Fiona's Finding Service Scotland
Searches all Edinburgh sources, including many not available online
● Aristocracy and Landed Gentry may have kept all sorts of records, passed down with the title or property, which may have been deposited in the National Archives at some point.
● Newspaper announcements of births, marriages, engagements, obituaries and deaths may contain extra information that is not on the official records. (Down to the colour of the bridesmaids' dresses).
● Wills and testaments may give much information about the family of the testator, as well as the property bequeathed. Many may have a complete inventory drawn up after the death.
● Some families may have a family history written by (or for) some distant ancestor at a time when this was fashionable. (These may not always be 100% accurate, and were often produced to flatter the pretensions of a rich man). Many of these were published in a very small limited edition, and sometimes the only copy left is the one in the National Library of Scotland.
● Some families may have been tenants or employees on an estate whose records have been preserved by their landlord's family.
● Tenants' names may also appear on Valuation Rolls produced for Land Tax purposes - though only the head of the household would be named.
● Non-conformist Church Registers that are availabe include Baptist, Congregational, Episcopalians, Free Church, Methodists, Roman Catholic, Quakers, Unitarian, United Free Church and many of the other short-lived Presbyterian splinter-groups. Some are very incomplete. Some may contain lists of members or communicants. These are not necessarily kept in Edinburgh, but if not then the Register House can obtain them.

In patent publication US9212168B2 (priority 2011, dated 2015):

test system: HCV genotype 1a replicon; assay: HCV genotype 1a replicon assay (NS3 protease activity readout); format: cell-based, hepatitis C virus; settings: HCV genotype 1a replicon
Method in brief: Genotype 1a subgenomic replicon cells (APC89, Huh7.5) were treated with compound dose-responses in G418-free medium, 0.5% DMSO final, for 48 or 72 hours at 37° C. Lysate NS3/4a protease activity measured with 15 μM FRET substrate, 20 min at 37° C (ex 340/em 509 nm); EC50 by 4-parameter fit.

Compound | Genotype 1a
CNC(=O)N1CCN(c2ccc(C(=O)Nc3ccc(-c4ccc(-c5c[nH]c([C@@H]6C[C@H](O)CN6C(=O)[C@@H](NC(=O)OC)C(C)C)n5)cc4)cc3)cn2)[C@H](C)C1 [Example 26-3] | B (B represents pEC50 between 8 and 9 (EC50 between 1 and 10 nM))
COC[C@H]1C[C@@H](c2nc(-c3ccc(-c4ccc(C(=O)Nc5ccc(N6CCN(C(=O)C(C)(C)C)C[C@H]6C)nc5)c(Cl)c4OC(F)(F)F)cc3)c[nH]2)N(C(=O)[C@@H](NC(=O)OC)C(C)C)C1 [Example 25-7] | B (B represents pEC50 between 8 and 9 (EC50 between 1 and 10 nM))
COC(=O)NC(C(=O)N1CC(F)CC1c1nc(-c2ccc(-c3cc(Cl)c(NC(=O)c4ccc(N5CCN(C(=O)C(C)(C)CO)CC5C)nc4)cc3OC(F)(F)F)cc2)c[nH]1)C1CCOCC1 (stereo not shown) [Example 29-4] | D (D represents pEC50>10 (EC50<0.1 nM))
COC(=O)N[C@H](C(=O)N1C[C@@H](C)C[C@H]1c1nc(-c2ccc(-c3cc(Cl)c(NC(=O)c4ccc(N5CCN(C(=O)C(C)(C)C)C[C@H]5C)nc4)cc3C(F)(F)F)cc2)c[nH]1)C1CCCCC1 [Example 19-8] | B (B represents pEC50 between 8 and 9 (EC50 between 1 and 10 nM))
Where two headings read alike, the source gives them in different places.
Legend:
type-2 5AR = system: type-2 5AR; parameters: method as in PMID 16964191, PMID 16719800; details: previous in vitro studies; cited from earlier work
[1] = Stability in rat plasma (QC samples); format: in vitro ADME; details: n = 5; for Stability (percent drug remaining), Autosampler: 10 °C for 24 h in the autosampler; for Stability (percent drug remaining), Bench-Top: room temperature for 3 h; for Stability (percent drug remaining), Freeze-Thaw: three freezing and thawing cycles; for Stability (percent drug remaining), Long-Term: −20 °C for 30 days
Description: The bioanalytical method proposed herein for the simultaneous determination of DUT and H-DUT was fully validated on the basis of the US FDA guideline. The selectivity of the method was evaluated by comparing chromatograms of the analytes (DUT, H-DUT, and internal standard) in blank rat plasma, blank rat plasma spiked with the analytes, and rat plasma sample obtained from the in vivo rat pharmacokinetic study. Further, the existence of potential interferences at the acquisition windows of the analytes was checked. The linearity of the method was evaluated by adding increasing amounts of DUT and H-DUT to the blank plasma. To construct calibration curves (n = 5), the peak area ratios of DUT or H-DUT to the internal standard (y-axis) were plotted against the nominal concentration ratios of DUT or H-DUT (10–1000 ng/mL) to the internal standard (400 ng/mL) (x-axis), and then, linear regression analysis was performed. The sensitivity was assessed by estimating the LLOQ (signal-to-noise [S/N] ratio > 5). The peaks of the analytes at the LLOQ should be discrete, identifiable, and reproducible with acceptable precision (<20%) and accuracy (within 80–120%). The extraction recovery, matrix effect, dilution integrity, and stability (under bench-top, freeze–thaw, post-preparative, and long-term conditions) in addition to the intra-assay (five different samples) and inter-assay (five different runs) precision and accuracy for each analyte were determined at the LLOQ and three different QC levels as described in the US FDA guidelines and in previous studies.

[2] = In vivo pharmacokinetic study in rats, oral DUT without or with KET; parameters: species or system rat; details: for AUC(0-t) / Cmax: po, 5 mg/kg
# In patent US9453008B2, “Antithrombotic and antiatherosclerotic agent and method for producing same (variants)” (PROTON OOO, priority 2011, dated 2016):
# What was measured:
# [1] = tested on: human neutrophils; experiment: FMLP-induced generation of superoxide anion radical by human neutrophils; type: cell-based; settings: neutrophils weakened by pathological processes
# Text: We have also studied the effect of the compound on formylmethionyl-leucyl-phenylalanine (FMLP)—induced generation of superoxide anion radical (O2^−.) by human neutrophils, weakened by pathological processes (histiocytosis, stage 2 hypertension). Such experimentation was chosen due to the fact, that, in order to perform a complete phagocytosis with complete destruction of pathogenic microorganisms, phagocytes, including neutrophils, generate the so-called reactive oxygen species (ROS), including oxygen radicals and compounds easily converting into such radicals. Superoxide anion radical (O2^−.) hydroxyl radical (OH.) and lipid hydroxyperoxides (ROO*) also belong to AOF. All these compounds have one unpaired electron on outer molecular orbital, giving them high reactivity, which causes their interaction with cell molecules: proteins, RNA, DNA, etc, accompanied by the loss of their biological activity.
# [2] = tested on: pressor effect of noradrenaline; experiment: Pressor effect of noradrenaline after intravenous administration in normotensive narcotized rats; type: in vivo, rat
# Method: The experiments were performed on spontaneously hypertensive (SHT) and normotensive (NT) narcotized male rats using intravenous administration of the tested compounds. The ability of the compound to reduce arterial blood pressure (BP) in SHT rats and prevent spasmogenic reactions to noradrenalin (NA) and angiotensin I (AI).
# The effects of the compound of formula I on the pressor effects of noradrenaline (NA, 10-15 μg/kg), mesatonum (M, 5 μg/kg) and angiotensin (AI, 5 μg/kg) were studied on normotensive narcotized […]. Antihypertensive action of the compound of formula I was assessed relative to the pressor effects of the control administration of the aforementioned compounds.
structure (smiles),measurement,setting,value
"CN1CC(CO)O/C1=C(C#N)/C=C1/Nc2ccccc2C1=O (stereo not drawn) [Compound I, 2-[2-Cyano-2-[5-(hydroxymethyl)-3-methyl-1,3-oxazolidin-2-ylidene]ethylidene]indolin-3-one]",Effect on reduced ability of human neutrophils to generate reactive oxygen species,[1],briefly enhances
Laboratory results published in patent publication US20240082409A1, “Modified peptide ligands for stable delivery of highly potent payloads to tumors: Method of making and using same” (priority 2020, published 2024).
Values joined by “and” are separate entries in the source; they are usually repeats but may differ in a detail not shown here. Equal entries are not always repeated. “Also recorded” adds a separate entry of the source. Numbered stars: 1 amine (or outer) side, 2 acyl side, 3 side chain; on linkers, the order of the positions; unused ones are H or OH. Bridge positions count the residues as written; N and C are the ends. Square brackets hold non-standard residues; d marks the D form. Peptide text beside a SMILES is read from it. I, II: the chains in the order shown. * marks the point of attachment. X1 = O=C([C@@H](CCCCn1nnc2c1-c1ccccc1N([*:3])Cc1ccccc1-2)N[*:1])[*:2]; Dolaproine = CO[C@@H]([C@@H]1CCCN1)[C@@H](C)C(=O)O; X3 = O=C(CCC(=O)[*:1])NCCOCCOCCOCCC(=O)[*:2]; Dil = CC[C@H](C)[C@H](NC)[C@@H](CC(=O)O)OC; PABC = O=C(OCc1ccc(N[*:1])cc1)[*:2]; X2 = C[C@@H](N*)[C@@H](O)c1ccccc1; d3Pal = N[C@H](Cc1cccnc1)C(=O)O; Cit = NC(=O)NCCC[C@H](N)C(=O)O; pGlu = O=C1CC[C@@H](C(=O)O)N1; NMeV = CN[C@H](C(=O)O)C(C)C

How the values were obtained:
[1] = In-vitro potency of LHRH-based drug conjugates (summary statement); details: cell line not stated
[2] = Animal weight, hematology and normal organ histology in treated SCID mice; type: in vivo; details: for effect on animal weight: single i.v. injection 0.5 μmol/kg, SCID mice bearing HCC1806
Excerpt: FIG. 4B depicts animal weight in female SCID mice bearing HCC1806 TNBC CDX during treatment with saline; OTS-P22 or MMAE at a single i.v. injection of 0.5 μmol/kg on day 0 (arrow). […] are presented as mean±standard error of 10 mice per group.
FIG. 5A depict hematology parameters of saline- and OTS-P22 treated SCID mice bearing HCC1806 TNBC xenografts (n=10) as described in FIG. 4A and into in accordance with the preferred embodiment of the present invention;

● Kirk session minutes (of all denominations) may mention many parishioners, though they tend to deal mainly with the parents of illegitimate children. There may be details about where newcomers have moved from, or where emigrants were aiming for.
● Parish Poor Relief records give details of orphans, infirm and elderly, from the days before the Welfare State.
Electoral Rolls between 1832-1918 listed a person's qualification to vote - i.e. that they owned or rented property over a certain value. These were not always preserved.
● Many Royal Burghs preserved records of their burgesses, and many guilds preserved records of their members. These may give many details about the person's admission to the organisation, their apprenticeship, their relationship to existing members, etc.
● Some professions - particularly medical Doctors and Ministers of the Church of Scotland, kept full records of all their members.
● Trade Directories list anyone running a business in the larger cities, from 1750s. They may give more specific details about your ancestor's occupation than other sources. They may even have an advertisement for his business.
● Some employers, particularly the railway and coal mining companies, kept records of employees. After nationalisation, these were collected by British Rail and the National Coal Board. After privatisation, they were deposited in the General Register House.
● School and University Old Boys' Directories may give many details about the later careers of their alumni.
Note - these sources are incomplete, and there is no guarantee that your ancestors were mentioned in any of them anyway. You have to pay per hour of searching, not by how many I find.
The staff of the places where these records are kept will not do searches for you, and will only supply copies of any document that you already know about. It is up to you to send somebody there to read through the books (which exist only on paper, and usually hand-written).